Friday, November 21, 2008

A month early

Winter has arrived a month early here in southeast Pennsylvania. Nights dipping down to 20 degrees Fahrenheit, wind chills, and now a covering of snow this morning. The broccoli raab just looked plain sad this morning when I pulled my car into a parking spot at Pathway. I have not glanced under the floating row cover which hid the one remaining bed of lettuce. The two other beds were harvested at the beginning of this week and has found its way to the homes of my colleagues.

And that may be one of the saddest aspects of this seasonal change here in zone 6. My students love to go about the campus of Pathway and sell our veggies. One day I asked a student why he wanted to be part of the selling team. He answered, "People smile at me when I walk into the room."

We may or we may not have some lettuce to sell. Here is how our spring crop looked as I sit hoping for one more harvest before springtime, 2009. Who doesn't need some more smiles?

morning after deluge 2-- leaf lettuce


Driving home late Saturday night, I saw temperature signs that ranged from 20 to 25 degrees Fahrenheit. Can't say I had a bunch of hope as I walked down to the garden with a student, but I had some. Lettuce is hardyy and it was covered. So I am glad to report that we had one last harvest, but as of now the garden is done producing for 2008.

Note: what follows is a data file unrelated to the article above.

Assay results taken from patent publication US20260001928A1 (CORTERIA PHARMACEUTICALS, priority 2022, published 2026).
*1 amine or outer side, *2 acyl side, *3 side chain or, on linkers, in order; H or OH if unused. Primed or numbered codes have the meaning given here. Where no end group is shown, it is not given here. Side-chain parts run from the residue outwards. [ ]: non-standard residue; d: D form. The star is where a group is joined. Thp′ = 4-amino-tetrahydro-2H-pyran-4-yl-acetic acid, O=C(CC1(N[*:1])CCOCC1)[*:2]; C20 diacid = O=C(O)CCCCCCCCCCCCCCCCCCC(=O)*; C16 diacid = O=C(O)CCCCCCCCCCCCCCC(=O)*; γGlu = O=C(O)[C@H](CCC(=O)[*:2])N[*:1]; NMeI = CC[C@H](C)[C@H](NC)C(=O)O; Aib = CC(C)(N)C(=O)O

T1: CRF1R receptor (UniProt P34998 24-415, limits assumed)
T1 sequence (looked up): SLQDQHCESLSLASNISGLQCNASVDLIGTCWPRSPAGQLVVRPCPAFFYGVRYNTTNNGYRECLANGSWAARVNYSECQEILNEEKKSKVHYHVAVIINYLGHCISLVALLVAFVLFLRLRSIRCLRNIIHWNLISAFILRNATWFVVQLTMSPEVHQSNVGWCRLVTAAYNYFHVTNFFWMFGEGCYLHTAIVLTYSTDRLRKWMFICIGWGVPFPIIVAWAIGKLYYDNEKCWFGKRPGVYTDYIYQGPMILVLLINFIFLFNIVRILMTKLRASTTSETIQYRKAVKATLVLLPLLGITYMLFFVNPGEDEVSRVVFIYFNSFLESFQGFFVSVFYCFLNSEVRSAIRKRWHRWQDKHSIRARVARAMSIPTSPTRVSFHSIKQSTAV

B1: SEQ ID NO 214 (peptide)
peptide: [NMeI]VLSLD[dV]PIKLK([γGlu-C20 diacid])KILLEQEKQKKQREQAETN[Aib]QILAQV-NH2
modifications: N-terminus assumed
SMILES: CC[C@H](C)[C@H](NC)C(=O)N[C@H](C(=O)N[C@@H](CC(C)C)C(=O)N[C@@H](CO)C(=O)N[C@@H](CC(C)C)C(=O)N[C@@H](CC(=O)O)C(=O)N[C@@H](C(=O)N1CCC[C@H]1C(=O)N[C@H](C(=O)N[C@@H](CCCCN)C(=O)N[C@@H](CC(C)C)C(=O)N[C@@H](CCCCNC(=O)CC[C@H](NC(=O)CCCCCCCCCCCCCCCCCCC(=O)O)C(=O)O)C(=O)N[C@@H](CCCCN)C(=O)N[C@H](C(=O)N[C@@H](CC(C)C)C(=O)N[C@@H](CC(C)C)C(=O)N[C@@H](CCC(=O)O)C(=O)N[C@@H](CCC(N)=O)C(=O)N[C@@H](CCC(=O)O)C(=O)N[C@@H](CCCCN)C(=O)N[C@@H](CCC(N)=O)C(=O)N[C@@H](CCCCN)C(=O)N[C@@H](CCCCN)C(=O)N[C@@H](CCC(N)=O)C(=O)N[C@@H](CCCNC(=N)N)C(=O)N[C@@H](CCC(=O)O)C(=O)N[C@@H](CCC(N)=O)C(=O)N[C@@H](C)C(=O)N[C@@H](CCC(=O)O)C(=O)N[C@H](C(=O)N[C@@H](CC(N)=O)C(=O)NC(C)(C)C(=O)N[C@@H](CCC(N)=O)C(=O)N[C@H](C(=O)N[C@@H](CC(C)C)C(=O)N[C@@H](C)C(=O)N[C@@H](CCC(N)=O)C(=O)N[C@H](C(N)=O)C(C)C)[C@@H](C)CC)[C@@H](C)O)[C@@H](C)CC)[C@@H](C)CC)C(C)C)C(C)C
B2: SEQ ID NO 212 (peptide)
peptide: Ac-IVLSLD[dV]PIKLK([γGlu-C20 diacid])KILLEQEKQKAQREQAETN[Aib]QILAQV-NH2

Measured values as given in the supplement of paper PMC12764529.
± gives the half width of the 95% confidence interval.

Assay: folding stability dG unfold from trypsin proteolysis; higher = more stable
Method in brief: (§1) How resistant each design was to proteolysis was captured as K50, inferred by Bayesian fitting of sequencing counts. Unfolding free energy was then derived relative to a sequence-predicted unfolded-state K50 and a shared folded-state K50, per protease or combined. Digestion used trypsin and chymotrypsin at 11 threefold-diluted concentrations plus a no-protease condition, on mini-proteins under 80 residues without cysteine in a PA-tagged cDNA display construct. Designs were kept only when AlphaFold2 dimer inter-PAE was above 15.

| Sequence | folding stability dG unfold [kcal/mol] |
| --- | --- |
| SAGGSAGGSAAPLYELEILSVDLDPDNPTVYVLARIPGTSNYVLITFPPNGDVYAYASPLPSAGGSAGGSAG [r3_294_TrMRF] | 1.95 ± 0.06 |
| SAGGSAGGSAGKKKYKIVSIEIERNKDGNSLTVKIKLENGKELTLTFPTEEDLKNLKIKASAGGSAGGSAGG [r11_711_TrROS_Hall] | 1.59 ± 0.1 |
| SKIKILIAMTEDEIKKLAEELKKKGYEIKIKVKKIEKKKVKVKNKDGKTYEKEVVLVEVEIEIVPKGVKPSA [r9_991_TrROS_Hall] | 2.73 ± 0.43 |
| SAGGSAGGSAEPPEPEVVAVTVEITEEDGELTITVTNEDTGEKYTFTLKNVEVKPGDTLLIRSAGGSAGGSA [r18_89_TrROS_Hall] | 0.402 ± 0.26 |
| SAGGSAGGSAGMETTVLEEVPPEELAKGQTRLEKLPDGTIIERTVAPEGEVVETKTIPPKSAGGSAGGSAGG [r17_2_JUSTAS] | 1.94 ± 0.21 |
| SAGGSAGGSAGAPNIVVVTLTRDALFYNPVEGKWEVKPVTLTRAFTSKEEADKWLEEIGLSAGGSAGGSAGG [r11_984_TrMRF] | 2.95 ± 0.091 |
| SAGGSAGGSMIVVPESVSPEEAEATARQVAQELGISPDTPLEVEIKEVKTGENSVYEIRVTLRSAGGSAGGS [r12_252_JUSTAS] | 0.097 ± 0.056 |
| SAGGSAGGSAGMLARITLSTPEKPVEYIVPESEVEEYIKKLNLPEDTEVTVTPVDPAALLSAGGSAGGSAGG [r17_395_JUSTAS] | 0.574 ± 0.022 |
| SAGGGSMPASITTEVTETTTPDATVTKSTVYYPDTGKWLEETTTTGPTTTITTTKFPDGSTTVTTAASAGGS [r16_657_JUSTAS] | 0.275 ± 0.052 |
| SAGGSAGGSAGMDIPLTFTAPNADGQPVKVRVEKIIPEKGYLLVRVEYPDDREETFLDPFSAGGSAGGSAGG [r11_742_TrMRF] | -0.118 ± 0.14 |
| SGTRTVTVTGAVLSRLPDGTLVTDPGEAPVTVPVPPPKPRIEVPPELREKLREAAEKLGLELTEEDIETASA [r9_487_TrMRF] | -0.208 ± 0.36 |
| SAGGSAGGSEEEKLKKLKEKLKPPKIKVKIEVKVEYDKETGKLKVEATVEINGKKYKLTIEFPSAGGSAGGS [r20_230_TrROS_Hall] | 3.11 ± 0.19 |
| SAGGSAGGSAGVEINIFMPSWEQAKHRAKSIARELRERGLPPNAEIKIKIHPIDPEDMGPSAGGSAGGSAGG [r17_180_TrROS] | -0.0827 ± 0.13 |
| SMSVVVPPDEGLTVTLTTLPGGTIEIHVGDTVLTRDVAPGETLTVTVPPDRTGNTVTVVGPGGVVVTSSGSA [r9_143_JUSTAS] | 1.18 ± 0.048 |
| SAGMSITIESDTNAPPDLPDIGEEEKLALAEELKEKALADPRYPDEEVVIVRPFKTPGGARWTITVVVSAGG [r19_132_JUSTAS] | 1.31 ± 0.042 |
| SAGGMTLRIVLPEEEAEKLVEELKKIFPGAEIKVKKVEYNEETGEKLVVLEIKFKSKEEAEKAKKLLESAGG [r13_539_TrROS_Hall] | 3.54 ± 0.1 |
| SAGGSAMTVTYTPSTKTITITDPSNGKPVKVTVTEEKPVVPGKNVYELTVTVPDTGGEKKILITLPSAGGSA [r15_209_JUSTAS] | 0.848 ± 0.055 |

tina said...

Yahoo for one last lettuce harvest! I keep up with few PA bloggers and they have been posting about the cold you all have up there. One would not think Tennessee and Pennsylvania would be so different. I wish you a very Happy New year! Glad to see you are on Blotanical.

Wayne Stratz said...

Tina-- thanks for stopping by and for reading the first post to my blog.

tina said...

My pleasure. I always like finding new garden blogs. I don't seek out so many new blogs anymore so I am happy you stopped by my blog so I could find yours. I read all your posts, just chose to comment on this one and it is still fairly recent.

I also wanted to say a big thanks for the info on the marula. Most new commenters don't subscribe or don't come back with a response so I was surprised that you did-sister was impressed too. The marula sounds so fascinating! It must've tasted good for elephants to love it so much even when fermented. A funny sight to see a drunk elephant btw, though I've never seen one! But the website DID NOT say what the marula tasted like though it had a perfect description of the fruit. I am dying to know-strawberries-bananas-plums-anything close? Just kidding but if your wife would disclose it do let me know! :)

Wayne Stratz said...

tina-- glad I impressed sister ;') Why blog if your not going to communicate is my philosophy. if your were close by we could have a fern omelet with marula jelly on our toast! I would hazard it has a fruity flavor. your on your own.

tina said...

Ha! You hit the nail on the head with blogging-so hope you don't mind me commenting again! Ha! You never know when I might stop in PA now so don't eat all that marula jelly:)

Do check out my other two friendly PA bloggers whom I had the pleasure of meeting in October (we all posted about the meeting on our blogs). They are Cindy at Walk Down the Garden Path and TC at The Write Gardener. ttyl